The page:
Where do I go for my cervical screening test ?
Your cervical screening test is carried out at your GP surgery by a doctor or nurse.
What happens when cervical screening test is taken?
Make sure that you make your appointment for a day when you will not have your period, as the doctor or nurse that takes your test will need to see your cervix clearly.
You will be asked to remove your underwear and to lie down on an examination couch, and to bend your knees. The doctor or nurse will gently insert a plastic tube called a speculum into your vagina to hold it open so that your cervix can be seen. They will then brush cells from the cervix. The test takes around five minutes.
The cells will then be sent to a laboratory in Lanarkshire where they will be examined.
Will the test hurt?
Most women say that having a smear test does not hurt although some say it is uncomfortable. Some women are very anxious and embarrassed about having a smear test. This is completely understandable but remember that the doctor or nurse who takes your smear is used to taking smears and will try and make you feel as comfortable as possible. Please tell them if you have any worries or are nervous and they will try and help you relax.
Can the cervical screening test detect all changes?
The cervical screening programme saves lives and is the best way to reduce your chance of cervical cancer. Like other screening tests it is not foolproof. It may miss some changes so it is important to go for cervical screening every time you are invited. Changes can also happen between tests, so it is important that if you develop symptoms such as unusual discharge, bleeding between your periods or after sex or bleeding after the menopause you see your GP as soon as possible.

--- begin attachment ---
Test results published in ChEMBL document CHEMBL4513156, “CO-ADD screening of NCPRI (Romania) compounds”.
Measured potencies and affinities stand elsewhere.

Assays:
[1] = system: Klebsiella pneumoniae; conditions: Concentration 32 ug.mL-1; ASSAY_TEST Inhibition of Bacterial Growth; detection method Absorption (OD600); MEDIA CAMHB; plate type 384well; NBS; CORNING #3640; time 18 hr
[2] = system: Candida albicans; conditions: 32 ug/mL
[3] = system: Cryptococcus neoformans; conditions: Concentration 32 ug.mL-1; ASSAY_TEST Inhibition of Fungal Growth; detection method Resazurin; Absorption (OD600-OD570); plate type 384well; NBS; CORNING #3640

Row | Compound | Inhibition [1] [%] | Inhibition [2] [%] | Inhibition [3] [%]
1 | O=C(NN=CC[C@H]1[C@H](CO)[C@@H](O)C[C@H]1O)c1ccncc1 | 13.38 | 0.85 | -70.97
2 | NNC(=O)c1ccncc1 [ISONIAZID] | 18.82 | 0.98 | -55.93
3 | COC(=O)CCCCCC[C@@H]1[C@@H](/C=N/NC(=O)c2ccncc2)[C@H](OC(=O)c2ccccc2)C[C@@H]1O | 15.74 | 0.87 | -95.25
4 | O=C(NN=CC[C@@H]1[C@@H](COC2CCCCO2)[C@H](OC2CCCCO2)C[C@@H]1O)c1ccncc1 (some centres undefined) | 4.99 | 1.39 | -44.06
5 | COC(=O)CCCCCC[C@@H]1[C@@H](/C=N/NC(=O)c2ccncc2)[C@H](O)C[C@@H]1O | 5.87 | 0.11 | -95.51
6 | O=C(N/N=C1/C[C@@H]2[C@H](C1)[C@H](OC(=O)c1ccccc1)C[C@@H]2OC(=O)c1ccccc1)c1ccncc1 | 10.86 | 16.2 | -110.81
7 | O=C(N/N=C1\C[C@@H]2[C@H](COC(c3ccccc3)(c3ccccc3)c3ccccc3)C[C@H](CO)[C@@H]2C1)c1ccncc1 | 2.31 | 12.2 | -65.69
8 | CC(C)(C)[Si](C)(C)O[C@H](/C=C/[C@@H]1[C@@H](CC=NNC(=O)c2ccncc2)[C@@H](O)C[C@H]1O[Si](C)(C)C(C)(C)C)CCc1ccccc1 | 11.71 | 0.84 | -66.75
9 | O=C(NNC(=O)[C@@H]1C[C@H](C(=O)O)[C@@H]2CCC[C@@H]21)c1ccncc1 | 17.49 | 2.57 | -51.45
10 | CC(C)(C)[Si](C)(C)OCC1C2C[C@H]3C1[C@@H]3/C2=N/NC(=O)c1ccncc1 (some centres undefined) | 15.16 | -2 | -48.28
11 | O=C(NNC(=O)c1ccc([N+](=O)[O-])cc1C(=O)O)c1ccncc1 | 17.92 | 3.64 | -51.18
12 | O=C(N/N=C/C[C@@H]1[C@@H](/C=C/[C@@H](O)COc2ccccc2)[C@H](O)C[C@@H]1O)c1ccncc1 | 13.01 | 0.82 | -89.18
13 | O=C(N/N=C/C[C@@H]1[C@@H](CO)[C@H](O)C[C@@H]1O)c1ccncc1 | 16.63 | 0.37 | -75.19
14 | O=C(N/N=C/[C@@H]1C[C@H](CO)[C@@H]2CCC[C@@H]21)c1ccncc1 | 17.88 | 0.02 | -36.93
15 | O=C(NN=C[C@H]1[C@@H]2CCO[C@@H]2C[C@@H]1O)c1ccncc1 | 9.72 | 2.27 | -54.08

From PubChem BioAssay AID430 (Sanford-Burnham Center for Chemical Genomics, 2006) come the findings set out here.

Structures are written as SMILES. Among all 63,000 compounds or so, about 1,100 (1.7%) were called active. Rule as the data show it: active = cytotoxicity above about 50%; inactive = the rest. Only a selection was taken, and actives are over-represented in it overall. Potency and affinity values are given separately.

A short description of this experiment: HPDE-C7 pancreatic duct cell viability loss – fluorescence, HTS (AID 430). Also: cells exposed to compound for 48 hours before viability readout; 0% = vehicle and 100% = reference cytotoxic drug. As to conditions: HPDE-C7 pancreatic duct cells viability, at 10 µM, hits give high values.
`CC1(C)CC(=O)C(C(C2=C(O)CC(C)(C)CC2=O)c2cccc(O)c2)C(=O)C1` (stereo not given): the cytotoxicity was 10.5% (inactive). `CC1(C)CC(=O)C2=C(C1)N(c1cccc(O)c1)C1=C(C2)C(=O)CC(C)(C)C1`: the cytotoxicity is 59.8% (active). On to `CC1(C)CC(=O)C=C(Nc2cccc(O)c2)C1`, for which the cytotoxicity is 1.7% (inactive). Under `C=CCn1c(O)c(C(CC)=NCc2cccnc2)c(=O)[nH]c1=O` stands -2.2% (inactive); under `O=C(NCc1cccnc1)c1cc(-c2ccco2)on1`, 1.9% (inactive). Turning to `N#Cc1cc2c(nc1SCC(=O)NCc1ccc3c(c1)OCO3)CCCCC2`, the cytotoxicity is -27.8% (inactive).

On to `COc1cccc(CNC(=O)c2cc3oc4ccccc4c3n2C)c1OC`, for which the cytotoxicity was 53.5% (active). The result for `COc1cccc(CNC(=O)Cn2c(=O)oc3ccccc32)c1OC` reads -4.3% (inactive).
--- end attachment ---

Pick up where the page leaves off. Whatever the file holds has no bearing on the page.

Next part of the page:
How will I get my result?
You will usually get your results in the post directly to your home address within four weeks. If you wish the results to be sent to another address, please let the person who carries out the test know. If you have not received your result within four weeks please contact the person who carried out your test.
What about my result?
For most people the result of the cervical smear test confirms that the cells that make up the cervix are normal. If this is the case you will automatically be invited to have another smear in three years if you are under the age of 50 and in five years if you are aged 50-64.